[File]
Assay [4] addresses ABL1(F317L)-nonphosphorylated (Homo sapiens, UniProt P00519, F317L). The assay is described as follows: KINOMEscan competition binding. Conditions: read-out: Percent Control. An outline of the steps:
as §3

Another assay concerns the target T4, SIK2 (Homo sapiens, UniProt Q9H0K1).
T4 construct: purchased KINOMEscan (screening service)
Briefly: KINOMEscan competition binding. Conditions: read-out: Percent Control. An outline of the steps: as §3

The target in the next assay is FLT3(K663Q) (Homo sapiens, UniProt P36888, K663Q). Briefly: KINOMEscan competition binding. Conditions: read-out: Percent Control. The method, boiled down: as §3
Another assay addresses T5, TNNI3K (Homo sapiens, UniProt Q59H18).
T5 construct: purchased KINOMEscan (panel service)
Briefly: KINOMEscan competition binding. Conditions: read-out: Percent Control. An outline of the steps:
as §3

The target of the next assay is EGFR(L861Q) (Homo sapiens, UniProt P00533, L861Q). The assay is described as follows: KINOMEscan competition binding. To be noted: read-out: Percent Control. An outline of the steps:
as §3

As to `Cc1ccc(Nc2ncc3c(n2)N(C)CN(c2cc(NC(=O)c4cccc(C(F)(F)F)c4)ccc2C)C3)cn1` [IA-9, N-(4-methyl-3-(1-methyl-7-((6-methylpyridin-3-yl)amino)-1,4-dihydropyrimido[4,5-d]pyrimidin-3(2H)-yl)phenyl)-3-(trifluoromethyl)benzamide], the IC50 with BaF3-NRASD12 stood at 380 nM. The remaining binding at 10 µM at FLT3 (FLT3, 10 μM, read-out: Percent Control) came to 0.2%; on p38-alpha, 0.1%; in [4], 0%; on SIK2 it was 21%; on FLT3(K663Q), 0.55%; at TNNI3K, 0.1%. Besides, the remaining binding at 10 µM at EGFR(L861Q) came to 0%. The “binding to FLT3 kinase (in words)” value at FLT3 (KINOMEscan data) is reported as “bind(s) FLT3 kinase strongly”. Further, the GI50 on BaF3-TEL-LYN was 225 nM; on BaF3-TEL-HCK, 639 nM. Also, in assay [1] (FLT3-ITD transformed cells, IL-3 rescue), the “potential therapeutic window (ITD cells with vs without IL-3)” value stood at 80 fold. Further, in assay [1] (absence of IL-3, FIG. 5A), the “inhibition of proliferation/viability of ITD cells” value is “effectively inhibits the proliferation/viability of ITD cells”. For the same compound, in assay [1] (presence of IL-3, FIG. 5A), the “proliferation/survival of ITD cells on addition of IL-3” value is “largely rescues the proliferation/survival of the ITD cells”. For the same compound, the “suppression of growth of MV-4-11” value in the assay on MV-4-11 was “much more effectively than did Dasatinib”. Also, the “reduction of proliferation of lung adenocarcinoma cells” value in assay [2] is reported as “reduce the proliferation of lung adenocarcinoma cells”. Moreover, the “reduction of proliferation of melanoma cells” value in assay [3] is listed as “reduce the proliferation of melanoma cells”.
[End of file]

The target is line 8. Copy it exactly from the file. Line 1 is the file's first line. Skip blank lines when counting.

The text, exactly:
T5 construct: purchased KINOMEscan (panel service)